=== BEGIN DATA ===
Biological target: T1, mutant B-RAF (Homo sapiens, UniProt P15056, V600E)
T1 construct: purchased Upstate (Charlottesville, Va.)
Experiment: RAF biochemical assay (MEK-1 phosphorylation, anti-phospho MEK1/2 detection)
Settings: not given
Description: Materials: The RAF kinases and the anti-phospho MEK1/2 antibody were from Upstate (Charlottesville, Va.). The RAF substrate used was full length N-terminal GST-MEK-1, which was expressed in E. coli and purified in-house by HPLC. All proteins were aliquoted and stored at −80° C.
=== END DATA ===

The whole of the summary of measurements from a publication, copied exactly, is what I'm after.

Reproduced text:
Biological target: T1, mutant B-RAF (Homo sapiens, UniProt P15056, V600E)
T1 construct: purchased Upstate (Charlottesville, Va.)
Experiment: RAF biochemical assay (MEK-1 phosphorylation, anti-phospho MEK1/2 detection)
Settings: not given
Description: Materials: The RAF kinases and the anti-phospho MEK1/2 antibody were from Upstate (Charlottesville, Va.). The RAF substrate used was full length N-terminal GST-MEK-1, which was expressed in E. coli and purified in-house by HPLC. All proteins were aliquoted and stored at −80° C.